The imagery of sheep and shepherd is very touching and significant in a biblical setting. But, in our own time, it has become less appealing, less applicable. We certainly recognize that we need the love and guidance of Jesus. We realize that He died for us, that He knows us personally, and that He is always with us and concerned for our safety and well being.
But, God's people no longer see themselves as sheep. Nowadays, our people are generally much better educated, and better equipped to make their own conscience decisions. They are not content to be passive; they are often not submissive. They have come to a new understanding of their dignity and their role as baptized Christians, and they realize that they share the call to ministry, to evangelization, and to service - that they too are called to be "shepherds."
I think we tend to forget that when Jesus talks about the "Good Shepherd" His intent is to focus more on the role of shepherd and less on the attitude of the sheep. His view was much broader than simply the powerlessness and helplessness of the flock - rather He was modeling a life-style to which He was inviting all of his followers to share: one of concern and compassion, of service and dedication, one of relentless and abounding love.
It is important for us to rediscover and reinterpret the message of the Good Shepherd in a clear and decisive language that speaks volumes to the world about how we see ourselves as His disciples. But how do we see ourselves? And how do others see us?
The shepherds of our Church still need very much to radiate the personal love and compassion of Jesus. But so also do the people of God. Sheherds need to lead, to guide; but the people of God need to be invited, not threatened; they need ministers who are in touch with the real circumstances of life, not aloof, ivory towered idealists. They need models of faith and hope, models who can lead them along the paths of prayer and spirituality, models who can inspire trust and courage in the face of suffering and trial.
They need most of all, fellow travelers on the faith journey who can not only offer healing, comfort and support in the name and spirit of Jesus, but also recognize their own failures and weaknesses and humbly seek forgiveness and reconciliation.
For whatever historical reasons, that I certainly am not qualified to delineate, in general we seem to show a preference for a pyramidal, hierarchical church, in which the normative modus operandi is still vertical: God, pope, hierarchy, clergy, religious, laity, in descending order. Commands and teachings from above, compliance and assent from below.
However, we don't get theological technicalities and complexities from Jesus; he speaks plainly, commonly, most often in simple stories with ordinary images. From that consistent style of his, we can be sure that he had no obscure theology or fixed ecclesiology in mind when he told his disciples to tend and feed his sheep.
"I am the good shepherd, and I know mine and mine know me, just as the Father knows me and I know the Father; and I will lay down my life for the sheep."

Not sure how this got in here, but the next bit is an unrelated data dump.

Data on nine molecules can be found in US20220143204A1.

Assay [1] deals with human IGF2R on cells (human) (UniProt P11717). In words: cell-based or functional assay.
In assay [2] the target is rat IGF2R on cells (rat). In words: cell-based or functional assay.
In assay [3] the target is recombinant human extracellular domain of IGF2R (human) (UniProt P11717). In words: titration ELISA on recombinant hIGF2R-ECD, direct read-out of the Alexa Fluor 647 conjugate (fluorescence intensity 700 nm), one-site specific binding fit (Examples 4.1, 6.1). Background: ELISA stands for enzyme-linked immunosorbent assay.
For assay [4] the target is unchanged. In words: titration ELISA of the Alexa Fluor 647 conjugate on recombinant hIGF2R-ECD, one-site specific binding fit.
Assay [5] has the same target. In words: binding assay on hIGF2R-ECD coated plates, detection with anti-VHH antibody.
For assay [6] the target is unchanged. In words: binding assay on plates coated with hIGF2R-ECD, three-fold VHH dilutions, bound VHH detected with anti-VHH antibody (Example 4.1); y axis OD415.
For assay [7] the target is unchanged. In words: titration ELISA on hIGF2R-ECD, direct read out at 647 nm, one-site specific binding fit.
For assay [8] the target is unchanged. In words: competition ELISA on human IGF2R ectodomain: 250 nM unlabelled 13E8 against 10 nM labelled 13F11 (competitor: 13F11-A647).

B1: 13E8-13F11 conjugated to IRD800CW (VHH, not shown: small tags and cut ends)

It's obvious from these words that our role as disciples of the Gospel is, first and foremost, that of reconciling, healing and uniting our people. We are to do that, not by using the power of the Gospel to instill fear and trembling; not to denigrate people who have differing points of view or belief-systems. Nor is it to exclude others, just because their expression of faith doesn't live up to what we believe to be the norm.
But it also continues to be painfully obvious that we all have a long way to go… When sheep lose trust and confidence in their shepherds, when they sense a lack of attention and care, they tend to scatter. And without a flock to tend, shepherds are no longer shepherds... just little people with big sticks.
When the hierarchy is not written off as irrelevant and when the members are not denied their legitimate collaboration, the church is functioning at its best, and we can be certain that the work of the Spirit is being optimally facilitated. But when they are out of sync, when there is distrust and contention between them, the church is crippled and unable to function as it should.
In short, we are all shepherds; we need one another.
And the Gospel is blunt and absolutely clear in reminding us that our shepherding should be marked by compassion and justice, gentleness and reconciliation - by our own willingness to lay down our lives. Maybe it is time for all of us to re-examine just how willing we are to do just that.
But that's not the end of the story. We are to take what we hear, what we learn and what we know to be the Truth of the Gospel and proclaim it from the mountaintops to one another. We are to live the Word, and become the living Bread of Life for those who are "like sheep without a shepherd."
We need new models for faith development - new methods to reach the minds and hearts of people. We can no longer simply rely on fate, or tradition, or the threat of eternal damnation. We must touch the most fundamental needs of people's humanity, and help them to see how uniquely the gift of Jesus and His Gospel fulfill those needs.
Jesus says: "My sheep hear my voice; I know them and they follow me. I give them eternal life, and they shall never perish." If we really believe this, if we really belong to Jesus, if it shows in our words and actions and choices - then we are guaranteed what Jesus has promised: life that never ends, life without tears, hunger or thirst.
Together we must find new ways to assure that all of God's people will never be without good shepherds.